# Finding all differentiable $f(z) = u(x) + iv(y)$ in $\mathbb{C}$ where $u(x),v(y)$ are real valued functions.

Finding all differentiable $$f(z) = u(x) + iv(y)$$ in $$\mathbb{C}$$ where $$u(x),v(y)$$ are real valued functions.

I’m not sure what to do. Would $$f$$ be differentiable simply if and only if both $$u$$ and $$v$$ were differentiable?

My thinking is that if the limit $$\lim_{h \to 0}\frac{f(z+h)-f(z)}{h}$$ exists then it would be equal to $$\lim_{h \to 0}\frac{u(x+h)-u(x)}{h} + i\lim_{h \to 0}\frac{v(y+h)-v(y)}{h}$$ and therefore would exist if they existed. But that doesn’t seem quite right.

I also thought about using Cauchy-Riemann equations, but seeing that I’m trying to find ones that are differentiable rather than those that aren’t, I thought they wouldn’t be of much help.

## 3 Answers

I am adapting this from the derivation of the CR equations, assuming that $$f(z) = f(x + iy) = u(x) + iv(y)$$. The limits taken for the complex derivative need to exist when considered going to $$0$$ along both the real and imaginary axes, i.e. $$\lim_{t \rightarrow 0} \frac{f(z + t) - f(z)}{t} = \lim_{t \rightarrow 0} \frac{f(z + it) - f(z)}{it}$$ exists. Plugging in $$f$$ we get $$\lim_{t \rightarrow 0} \frac{f(z + t) - f(z)}{t} = \lim_{t \rightarrow 0} \frac{u(x + t) - u(x)}{t} + i \lim_{t \rightarrow 0} \frac{v(y) - v(y)}{t} = \frac{\partial u}{\partial x}\\ =\lim_{t \rightarrow 0} \frac{f(z + it) - f(z)}{it} = \lim_{t \rightarrow 0} \frac{u(x) - u(x)}{it} + i \lim_{t \rightarrow 0} \frac{v(y + t) - v(y)}{it} = \frac{\partial v}{\partial y},$$ so it seems like all of the complex differentiable functions in that form satisfy $$\frac{\partial u}{\partial x}(x) = \frac{\partial v}{\partial y}(y).$$ The left-hand side depends solely on $$x$$ whereas the right-hand side depends solely on $$y$$, so they are actually constants, say they are both equal to $$A \in \mathbb{R}$$, say (a real constant since both $$u(x)$$ and $$v(y)$$ are real-valued functions). Then $$u(x) = Ax + B,\qquad v(y) = Ay + C,$$ from which $$f(z)$$ in full-generality is $$f(z = x+iy) = Ax + B + i(Ay + C) = Az + (B + iC).$$

• How do you prove that $u_x$ and $v_y$ are constants? – user330477 Sep 16 '20 at 11:01
• @user330477 it's because $u_{x}$ is a function purely of $x$ (or a constant), and likewise $v_{y}$ is a function purely of $y$ (or a constant); but as $u_{x} = v_{y}$, the only way for this to hold is if they are constant – BenCWBrown Oct 4 '20 at 22:54

Note that $$f$$ is differentiable on $$\Bbb{C}$$, so the partial derivatives exists everywhere. By the Cauchy–Riemann equations, $$f(z)$$ is differentiable at $$z \in \Bbb{C}$$ if and only if

• \begin{aligned}(1a)\qquad &{\frac {\partial u}{\partial x}}={\frac {\partial v}{\partial y}}\\[6pt](1b)\qquad &{\frac {\partial u}{\partial y}}=-{\frac {\partial v}{\partial x}}\end{aligned} are satisfied at $$z \in \Bbb{C}$$, and
• $$u$$ and $$v$$ are real differentiable at $$z \in \Bbb{C}$$

Since $$u$$ and $$v$$ in this question are functions with single variables $$x$$ and $$y$$ respectively, $$(1b)$$ is always satisfied, and $$(1a)$$ becomes $$u'(x) = v'(y).\tag{*}\label1$$ Integrate both sides of \eqref{1} with respect to $$x$$. $$u(x) = xv'(y) + C$$ Integrate both sides of \eqref{1} with respect to $$y$$. $$u(x)y = xv(y) + Cy \tag{#}\label2$$ When $$x\ne0$$ and $$y \ne 0$$, this gives $$\frac{u(x)-C}{x} = \frac{v(y)}{y} = k$$ for some $$k \in \Bbb{C}$$, so $$\begin{cases} u(x) &= kx + C \\ v(y) &= ky. \end{cases}$$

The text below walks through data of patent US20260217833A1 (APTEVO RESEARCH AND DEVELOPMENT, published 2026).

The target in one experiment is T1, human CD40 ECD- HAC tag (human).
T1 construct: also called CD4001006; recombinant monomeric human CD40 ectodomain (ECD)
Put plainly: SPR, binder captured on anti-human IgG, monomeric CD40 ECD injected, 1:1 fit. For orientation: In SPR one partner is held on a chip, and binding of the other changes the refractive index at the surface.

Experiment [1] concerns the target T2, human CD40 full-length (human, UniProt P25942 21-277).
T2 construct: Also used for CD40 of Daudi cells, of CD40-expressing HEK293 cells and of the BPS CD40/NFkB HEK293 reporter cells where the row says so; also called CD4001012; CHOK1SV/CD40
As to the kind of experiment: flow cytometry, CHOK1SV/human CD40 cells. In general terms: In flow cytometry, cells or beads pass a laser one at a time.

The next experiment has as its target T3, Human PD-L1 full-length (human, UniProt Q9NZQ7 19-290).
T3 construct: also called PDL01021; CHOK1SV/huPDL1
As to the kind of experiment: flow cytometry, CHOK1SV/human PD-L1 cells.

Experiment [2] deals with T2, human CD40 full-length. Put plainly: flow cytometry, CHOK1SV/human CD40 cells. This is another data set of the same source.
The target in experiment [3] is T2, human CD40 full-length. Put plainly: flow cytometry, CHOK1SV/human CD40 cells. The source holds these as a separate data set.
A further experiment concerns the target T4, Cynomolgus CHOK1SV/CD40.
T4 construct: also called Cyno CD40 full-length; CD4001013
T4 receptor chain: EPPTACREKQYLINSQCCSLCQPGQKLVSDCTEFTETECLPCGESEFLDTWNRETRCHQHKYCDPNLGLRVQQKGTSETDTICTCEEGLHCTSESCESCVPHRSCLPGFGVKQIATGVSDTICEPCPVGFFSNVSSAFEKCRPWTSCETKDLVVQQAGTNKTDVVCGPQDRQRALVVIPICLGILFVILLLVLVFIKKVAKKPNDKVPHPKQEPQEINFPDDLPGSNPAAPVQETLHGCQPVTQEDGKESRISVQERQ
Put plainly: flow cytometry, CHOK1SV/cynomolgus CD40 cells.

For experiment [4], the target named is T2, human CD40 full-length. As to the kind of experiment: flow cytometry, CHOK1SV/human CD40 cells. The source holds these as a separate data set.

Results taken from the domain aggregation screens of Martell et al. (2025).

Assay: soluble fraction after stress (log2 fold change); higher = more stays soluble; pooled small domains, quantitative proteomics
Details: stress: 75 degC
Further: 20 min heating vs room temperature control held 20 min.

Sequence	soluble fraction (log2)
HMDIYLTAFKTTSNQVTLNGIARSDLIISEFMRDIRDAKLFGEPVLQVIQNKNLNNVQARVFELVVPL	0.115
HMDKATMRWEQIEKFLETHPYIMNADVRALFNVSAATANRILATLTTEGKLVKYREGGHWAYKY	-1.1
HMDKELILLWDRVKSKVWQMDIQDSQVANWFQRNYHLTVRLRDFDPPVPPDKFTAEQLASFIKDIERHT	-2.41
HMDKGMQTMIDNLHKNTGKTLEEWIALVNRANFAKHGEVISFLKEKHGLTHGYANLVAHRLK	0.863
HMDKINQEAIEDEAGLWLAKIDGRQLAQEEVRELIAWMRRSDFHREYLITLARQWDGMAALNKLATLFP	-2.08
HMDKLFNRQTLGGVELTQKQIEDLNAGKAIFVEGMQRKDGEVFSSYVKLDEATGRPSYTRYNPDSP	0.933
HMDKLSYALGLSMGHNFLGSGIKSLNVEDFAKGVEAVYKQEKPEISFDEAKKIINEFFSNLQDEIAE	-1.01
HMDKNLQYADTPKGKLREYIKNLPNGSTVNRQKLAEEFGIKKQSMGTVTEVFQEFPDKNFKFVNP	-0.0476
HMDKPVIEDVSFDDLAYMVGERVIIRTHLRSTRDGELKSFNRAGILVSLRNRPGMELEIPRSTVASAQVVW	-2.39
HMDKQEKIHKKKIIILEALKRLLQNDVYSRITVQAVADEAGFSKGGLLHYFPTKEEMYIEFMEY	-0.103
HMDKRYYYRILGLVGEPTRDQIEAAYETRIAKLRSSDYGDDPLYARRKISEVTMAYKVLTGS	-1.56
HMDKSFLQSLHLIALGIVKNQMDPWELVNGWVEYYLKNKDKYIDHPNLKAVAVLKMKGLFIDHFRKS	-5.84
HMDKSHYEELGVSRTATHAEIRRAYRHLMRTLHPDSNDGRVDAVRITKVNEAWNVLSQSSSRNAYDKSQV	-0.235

Hence, we conclude that $$f(z) = u(x) + iv(y) = kz + C$$.

• Satisfying the CR equations at a point does not imply complex differentiable at a point. You need to know that $u,v$ are continuously differentiable (or, to be more precise, continuous differentiability suffices when paired with the CR-equations to imply complex differentiability). The phrase "if and only if" ought not be in the answer as it currently stands. – James S. Cook Nov 9 '18 at 0:53
• @JamesS.Cook I've edited my answer to include the right equivalent conditions, which is weaker than continuously differentiability. – GNUSupporter 8964民主女神 地下教會 Nov 9 '18 at 1:38
• Downvote removed. Indeed, real differentiability will suffice. – James S. Cook Nov 9 '18 at 2:06
• Why did you assume that $\frac{u(x)-C}{x}=\frac{v(y)}{y}=k$? – user330477 Sep 16 '20 at 11:02
• @user330477 From the definition of a function, the 1st part only depends on $x$, the 2nd part only depends on $y$. – GNUSupporter 8964民主女神 地下教會 Sep 16 '20 at 11:25

Would $$f$$ be differentiable simply if and only if both $$u$$ and $$v$$ were differentiable?

No. The functions $$u$$ and $$v$$ must also satisfy the CR equations.

The Looman–Menchoff theorem states that a continuous complex-valued function defined in an open set of the complex plane is holomorphic if and only if it satisfies the Cauchy–Riemann equations.

Now by setting $$u'(x)=v'(y)$$ and since this is true for all $$(x,y)\in{\mathbb R}\times{\mathbb R}$$, one has $$u(x)=ax+b,\quad v(y)=ay+c,\quad a,b,c\in{\mathbb R}.$$ Theses are the only possible candidates for $$f$$ being (complex) differentiable.

Such $$f$$ would be continuous for such $$u$$ and $$v$$, by the Looman-Menchoff theorem, $$f$$ is (complex) differentiable. So one has found all the $$u$$ and $$v$$ such that $$f$$ is (complex) differentiable.